We do a lot of laundry here. A lot. Somehow the boys go through about 3 dozen outfits a day. Okay, that may be hyperbole, but so is our amount of laundry.
We have an HE front-load washer. HE stands for High Efficiency, meaning that the machine uses less water to do its job. The lower water level means we have to buy specific soap without the extra ingredients that encourage foaming (BTW, foaming isn't necessary for cleaning your clothes). For six years we have been using the All Free-and-Clear HE detergent. Even buying it at Walmart, this stuff gets pricey.
See what I mean? That's the big size, so there's enough detergent in there for 110 loads. At $12 for this bottle, that's about 11 cents per load (assuming that all loads use the minimum amount of soap. Given that my children are in love with mud, this is not likely.)
To the INTERNET!
In my search for a home-made laundry detergent I found a ton of recipes, but all of them were basically the same. I chose to follow the exact steps I found on The Duggar Family's website.
As an aside, I watched their show maybe twice. I know that some folks have plenty of criticisms with their choice of reproductive frequency, but I simply don't care either way. Anyone who can have a bazillion kids and still be debt free can teach me their laundry detergent recipe any day.
Back to Walmart!
For those of you playing along at home, buying one of each of these three items cost me a total of $7.59 (not counting tax). According to the recipe, it makes enough detergent for 640 loads of laundry. This is about 1 cent per load. Yeah. Less than a tenth the cost of the All.
Hm...I wonder how long it takes to make. Let's try it.
First is the lovely task of grating the Fels-Naptha. Out comes my mandolin slicer with the nifty shredding bladey thing. (Technical term.)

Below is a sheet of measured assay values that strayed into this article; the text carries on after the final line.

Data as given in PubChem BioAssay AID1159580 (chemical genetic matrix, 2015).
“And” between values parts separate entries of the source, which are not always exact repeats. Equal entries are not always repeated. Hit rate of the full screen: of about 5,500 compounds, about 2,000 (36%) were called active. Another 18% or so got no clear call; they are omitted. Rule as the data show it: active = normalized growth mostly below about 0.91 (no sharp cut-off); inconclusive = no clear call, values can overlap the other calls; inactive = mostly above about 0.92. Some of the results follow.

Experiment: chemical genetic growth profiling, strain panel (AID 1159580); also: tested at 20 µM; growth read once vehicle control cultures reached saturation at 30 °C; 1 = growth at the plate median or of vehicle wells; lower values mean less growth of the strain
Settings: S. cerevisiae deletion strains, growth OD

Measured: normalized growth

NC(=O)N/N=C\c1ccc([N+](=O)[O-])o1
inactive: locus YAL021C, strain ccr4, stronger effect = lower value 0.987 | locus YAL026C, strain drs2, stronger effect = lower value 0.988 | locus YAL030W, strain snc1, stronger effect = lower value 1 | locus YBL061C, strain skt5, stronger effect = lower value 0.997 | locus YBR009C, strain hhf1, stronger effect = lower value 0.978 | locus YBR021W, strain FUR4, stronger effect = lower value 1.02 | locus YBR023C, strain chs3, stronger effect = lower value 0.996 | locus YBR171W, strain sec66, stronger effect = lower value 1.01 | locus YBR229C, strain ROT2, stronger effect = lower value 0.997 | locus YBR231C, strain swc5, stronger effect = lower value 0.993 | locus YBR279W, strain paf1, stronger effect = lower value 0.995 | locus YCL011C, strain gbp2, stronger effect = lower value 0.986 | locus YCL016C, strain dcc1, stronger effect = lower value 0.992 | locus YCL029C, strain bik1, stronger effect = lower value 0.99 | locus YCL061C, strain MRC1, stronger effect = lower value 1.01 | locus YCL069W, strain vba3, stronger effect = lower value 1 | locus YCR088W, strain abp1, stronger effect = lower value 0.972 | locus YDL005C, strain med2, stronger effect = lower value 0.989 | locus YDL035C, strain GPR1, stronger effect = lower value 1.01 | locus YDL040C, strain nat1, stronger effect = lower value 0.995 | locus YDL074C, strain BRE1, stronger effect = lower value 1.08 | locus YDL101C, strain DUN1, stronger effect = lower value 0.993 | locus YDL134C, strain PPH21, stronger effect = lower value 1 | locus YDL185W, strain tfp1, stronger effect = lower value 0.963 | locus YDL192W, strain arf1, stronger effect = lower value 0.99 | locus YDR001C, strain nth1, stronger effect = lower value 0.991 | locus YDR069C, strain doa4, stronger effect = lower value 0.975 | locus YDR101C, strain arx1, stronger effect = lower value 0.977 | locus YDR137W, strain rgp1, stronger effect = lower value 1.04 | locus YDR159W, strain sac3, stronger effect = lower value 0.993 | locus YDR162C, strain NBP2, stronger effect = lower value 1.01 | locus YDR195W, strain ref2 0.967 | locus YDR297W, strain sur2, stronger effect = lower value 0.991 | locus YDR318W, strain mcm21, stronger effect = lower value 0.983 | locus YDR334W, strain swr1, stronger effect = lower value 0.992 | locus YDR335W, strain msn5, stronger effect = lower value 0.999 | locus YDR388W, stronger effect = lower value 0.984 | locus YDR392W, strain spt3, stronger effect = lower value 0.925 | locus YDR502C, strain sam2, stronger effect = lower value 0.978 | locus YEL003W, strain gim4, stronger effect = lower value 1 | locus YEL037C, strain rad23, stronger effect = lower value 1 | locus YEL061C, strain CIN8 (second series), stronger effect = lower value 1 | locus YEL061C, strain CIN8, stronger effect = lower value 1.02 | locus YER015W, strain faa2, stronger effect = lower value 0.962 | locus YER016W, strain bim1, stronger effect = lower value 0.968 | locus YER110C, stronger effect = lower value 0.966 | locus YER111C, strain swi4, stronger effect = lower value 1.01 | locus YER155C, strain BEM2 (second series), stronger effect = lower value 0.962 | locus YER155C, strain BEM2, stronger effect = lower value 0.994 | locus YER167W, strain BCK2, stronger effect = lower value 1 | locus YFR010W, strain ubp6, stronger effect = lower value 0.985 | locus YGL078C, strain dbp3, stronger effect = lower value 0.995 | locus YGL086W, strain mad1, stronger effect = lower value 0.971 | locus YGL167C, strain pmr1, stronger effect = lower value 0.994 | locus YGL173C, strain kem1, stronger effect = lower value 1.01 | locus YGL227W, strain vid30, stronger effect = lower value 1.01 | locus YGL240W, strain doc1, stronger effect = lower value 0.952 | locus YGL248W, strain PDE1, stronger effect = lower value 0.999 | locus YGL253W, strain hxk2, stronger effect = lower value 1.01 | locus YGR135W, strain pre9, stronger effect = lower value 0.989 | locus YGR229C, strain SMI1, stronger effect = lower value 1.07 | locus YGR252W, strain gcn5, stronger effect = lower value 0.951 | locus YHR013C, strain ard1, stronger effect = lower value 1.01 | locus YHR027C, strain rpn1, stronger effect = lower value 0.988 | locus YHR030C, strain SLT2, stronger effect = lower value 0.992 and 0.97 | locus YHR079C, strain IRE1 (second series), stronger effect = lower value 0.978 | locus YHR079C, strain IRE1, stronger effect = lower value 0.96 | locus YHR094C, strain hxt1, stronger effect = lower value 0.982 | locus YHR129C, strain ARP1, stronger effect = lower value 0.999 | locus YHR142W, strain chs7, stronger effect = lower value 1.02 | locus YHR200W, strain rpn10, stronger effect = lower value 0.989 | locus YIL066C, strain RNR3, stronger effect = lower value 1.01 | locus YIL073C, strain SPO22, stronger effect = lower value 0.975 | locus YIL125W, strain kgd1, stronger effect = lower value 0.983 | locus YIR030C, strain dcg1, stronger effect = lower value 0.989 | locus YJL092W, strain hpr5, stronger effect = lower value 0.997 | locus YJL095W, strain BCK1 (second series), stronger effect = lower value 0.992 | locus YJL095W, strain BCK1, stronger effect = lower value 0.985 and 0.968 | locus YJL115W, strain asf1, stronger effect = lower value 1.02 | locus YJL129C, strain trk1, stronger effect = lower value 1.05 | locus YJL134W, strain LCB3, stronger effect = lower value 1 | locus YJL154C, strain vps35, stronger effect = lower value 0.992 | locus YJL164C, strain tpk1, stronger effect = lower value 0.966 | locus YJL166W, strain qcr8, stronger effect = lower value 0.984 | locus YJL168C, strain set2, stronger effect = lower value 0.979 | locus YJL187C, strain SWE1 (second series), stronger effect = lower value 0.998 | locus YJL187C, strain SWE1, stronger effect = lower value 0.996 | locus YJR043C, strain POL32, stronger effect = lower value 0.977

To be clear, many of the recipes I looked at mentioned using equipment that you didn't plan on cooking with in the future "just in case". None said it was mandatory, or stated any specific danger. I chose not to. My reasoning is that it is soap - not plutonium. Have you noticed what we use to clean our dishes? Yeah. Soap. If having extra equipment makes you comfortable, go for it. I'm too cheap to.
Once I got started grating the soap, it took maybe five minutes (with frequent breaks for sipping my coffee. I started this project at 8:00 a.m.)
Almost immediately I realize that we have a problem. Fels-Naptha has a STRONG perfume to it. I happen to be allergic to most perfumes (which is why we went for the Free-and-Clear detergent originally). Okay. A little allergy medicine and I'm re-evaluating this. In the end I decided to continue. My logic is that this one bar of soap is ultimately going to be diluted into 10 gallons of laundry detergent, of which I will only be using 1/4 cup for an entire load of clothes. If my shirts and stuff smell strongly of perfume after being washed in this, I will be surprised.
For the record, next time I will be using a bar of unscented castile soap. It will be about $4 a bar instead of the $1 dollar for Fels-Naptha, but I doubt it will break the bank.
After the soap was grated, I had to stop taking pictures. This is because I had a toddler who was convinced that this was really shredded cheddar cheese, and that I had been holding out on him. There was no way for me to stir the pot with the soap, wrestle away an angry kid, AND hold a camera.
The total time commitment was way less than I thought it would be. Start to finish, this project took me a half hour. Grating the soap took five minutes, melting it in the water took 20, and mixing everything together in bucket took five. Not bad.
The five-gallon bucket is resting in the garage, and today I'm finishing up the last of the store-bought soap. By tomorrow I should be able to test this and give you a report.